Traveling through the South, it’s hard not to notice the state-sanctioned historical markers. It seems everywhere there are plaques declaring a story honored and a site “sacred”. But mostly, these signs point to a past war and white men.

Across the landscape the public acknowledgment of a partial and particular story confirms that an uncomfortable hierarchy continues in the “New South”. The South hosts over 13,000 Civil War memorials. While these histories are important, they often drown out “other” histories also anchored to the same land. In fact, the installation of many of these memorials correlate with periods of tense race relations. The first Confederate memorials were installed during the “Jim Crow” era and another wave of memorial initiation occurred during the Civil Rights movement. Erection of Civil War memorials has represented a recurring resistance to non-male, non-Christian, and non-white communities. I use such markers as the impetus for identifying and collecting other histories occurring at the same site. Each photographic work serves as memorial to stories of women, children, non-Christians, and People of Color to reveal the richness and complexity of our Southern heritage.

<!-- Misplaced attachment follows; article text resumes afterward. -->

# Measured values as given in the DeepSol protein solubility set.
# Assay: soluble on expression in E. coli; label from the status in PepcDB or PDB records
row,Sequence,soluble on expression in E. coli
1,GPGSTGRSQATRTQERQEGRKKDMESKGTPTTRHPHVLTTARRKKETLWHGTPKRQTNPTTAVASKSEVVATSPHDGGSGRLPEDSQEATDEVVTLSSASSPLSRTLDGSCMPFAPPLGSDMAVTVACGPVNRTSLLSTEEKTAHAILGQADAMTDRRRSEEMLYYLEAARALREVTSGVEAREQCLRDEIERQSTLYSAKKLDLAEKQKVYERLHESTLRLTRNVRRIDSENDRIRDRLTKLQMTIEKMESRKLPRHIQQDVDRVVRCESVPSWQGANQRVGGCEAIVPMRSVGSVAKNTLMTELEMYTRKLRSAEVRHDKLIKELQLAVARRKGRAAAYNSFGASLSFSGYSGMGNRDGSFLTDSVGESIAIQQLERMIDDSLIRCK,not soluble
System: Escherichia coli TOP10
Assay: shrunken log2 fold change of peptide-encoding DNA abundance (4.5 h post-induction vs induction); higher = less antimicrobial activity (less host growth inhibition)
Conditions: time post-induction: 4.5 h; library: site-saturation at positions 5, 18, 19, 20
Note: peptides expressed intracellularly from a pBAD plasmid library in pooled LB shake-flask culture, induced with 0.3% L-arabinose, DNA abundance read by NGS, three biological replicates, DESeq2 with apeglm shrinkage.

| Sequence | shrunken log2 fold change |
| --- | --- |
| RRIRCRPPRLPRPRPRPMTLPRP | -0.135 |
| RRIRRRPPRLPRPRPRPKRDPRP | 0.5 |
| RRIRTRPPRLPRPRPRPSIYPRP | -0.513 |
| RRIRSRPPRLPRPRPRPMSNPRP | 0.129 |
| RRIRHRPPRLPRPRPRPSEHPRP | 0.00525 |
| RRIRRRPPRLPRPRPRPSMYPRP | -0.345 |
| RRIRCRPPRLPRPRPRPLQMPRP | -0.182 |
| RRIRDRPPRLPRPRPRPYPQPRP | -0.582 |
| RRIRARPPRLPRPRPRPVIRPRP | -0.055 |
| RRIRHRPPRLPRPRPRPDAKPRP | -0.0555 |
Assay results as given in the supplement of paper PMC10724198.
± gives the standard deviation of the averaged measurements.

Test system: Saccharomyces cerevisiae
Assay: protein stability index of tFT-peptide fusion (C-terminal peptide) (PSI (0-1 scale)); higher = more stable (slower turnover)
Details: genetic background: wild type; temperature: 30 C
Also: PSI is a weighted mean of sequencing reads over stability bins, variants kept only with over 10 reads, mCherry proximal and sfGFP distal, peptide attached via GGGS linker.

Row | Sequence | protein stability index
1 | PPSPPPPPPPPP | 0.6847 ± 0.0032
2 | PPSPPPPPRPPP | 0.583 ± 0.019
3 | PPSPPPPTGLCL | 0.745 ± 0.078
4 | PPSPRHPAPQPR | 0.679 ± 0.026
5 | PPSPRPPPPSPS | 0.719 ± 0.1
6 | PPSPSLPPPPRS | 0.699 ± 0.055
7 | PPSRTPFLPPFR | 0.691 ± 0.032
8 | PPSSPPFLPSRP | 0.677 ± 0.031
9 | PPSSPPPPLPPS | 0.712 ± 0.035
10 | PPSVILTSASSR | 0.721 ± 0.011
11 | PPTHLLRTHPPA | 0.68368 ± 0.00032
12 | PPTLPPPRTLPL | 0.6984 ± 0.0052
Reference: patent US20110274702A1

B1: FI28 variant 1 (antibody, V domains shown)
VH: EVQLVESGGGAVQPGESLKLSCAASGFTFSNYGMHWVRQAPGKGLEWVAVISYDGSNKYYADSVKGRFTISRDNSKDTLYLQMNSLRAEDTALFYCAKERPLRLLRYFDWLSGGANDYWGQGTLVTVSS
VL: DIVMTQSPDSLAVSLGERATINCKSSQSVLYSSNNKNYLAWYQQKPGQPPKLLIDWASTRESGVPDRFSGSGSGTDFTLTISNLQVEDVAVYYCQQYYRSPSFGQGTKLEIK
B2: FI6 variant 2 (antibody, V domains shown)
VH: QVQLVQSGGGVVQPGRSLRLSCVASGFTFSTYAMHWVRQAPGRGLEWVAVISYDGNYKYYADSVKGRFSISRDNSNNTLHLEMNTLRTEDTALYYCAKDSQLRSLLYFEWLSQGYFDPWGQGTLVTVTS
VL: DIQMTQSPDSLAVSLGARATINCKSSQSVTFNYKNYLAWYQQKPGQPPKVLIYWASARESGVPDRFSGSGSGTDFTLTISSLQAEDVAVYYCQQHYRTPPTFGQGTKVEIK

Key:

In re-telling the history of place, these tributes represent expansive memories, myths, and meanings. To gather such histories, I source archives, local bars, Facebook groups and neighborhood organizations. I also stand around a lot and talk to people. After compiling a more inclusive history of place, I create corresponding tributes using images gathered from research as well as a variety of found objects and foliage from the site itself. Our city landscape is built up as much from strata of memory as from layers of rock. But more than sentimental ethnography, my work recognizes what has long been denied. I mine stories buried by a privileged version of truth and find that these are indeed the sites of honorable battle – but battles fought long after 1861.